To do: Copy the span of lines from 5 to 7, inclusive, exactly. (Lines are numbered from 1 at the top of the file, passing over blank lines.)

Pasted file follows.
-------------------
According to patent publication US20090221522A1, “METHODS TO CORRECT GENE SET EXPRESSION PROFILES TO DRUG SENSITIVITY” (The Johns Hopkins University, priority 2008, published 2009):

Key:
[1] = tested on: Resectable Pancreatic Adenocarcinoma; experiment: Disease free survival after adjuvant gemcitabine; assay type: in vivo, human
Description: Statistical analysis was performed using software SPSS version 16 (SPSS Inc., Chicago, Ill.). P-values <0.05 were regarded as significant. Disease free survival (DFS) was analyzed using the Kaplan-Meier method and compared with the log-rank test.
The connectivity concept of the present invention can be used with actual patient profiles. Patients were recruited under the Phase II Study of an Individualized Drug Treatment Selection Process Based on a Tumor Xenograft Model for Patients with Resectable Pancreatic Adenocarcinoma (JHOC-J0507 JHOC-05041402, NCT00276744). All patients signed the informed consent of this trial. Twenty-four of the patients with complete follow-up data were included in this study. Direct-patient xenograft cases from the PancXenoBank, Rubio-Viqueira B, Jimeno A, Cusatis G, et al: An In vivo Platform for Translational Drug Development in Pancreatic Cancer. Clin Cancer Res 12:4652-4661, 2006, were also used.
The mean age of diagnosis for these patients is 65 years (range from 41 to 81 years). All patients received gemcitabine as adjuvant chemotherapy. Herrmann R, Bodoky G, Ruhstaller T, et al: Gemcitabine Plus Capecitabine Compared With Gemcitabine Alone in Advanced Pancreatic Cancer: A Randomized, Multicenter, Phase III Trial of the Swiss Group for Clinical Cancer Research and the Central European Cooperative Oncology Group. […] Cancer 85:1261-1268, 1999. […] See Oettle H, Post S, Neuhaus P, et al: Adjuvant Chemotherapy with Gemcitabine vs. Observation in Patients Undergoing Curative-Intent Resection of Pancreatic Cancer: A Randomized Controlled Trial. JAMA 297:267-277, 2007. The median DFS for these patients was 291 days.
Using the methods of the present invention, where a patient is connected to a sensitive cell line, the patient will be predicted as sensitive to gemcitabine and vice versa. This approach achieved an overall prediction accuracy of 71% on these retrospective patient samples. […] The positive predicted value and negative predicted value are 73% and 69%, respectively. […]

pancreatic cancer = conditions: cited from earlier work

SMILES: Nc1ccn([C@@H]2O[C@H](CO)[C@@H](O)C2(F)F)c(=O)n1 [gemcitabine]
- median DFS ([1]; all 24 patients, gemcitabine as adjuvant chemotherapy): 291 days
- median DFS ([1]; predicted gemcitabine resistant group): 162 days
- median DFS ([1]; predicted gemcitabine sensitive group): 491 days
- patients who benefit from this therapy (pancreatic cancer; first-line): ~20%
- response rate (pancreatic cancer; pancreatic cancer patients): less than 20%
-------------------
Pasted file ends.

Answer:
The connectivity concept of the present invention can be used with actual patient profiles. Patients were recruited under the Phase II Study of an Individualized Drug Treatment Selection Process Based on a Tumor Xenograft Model for Patients with Resectable Pancreatic Adenocarcinoma (JHOC-J0507 JHOC-05041402, NCT00276744). All patients signed the informed consent of this trial. Twenty-four of the patients with complete follow-up data were included in this study. Direct-patient xenograft cases from the PancXenoBank, Rubio-Viqueira B, Jimeno A, Cusatis G, et al: An In vivo Platform for Translational Drug Development in Pancreatic Cancer. Clin Cancer Res 12:4652-4661, 2006, were also used.
The mean age of diagnosis for these patients is 65 years (range from 41 to 81 years). All patients received gemcitabine as adjuvant chemotherapy. Herrmann R, Bodoky G, Ruhstaller T, et al: Gemcitabine Plus Capecitabine Compared With Gemcitabine Alone in Advanced Pancreatic Cancer: A Randomized, Multicenter, Phase III Trial of the Swiss Group for Clinical Cancer Research and the Central European Cooperative Oncology Group. […] Cancer 85:1261-1268, 1999. […] See Oettle H, Post S, Neuhaus P, et al: Adjuvant Chemotherapy with Gemcitabine vs. Observation in Patients Undergoing Curative-Intent Resection of Pancreatic Cancer: A Randomized Controlled Trial. JAMA 297:267-277, 2007. The median DFS for these patients was 291 days.
Using the methods of the present invention, where a patient is connected to a sensitive cell line, the patient will be predicted as sensitive to gemcitabine and vice versa. This approach achieved an overall prediction accuracy of 71% on these retrospective patient samples. […] The positive predicted value and negative predicted value are 73% and 69%, respectively. […]